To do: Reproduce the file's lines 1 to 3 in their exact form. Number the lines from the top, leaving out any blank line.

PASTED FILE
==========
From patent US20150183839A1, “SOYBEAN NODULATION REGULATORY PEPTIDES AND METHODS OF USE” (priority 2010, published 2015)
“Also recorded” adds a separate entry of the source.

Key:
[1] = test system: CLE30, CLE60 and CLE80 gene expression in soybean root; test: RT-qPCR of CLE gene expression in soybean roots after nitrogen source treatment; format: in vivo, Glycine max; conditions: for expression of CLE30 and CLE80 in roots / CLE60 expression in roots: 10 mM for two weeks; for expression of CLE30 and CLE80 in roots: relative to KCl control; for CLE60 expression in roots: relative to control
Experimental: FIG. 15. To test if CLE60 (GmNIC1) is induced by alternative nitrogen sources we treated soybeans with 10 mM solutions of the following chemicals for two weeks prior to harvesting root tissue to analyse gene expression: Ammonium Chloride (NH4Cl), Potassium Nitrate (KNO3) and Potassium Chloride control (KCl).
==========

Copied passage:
From patent US20150183839A1, “SOYBEAN NODULATION REGULATORY PEPTIDES AND METHODS OF USE” (priority 2010, published 2015)
“Also recorded” adds a separate entry of the source.

Key: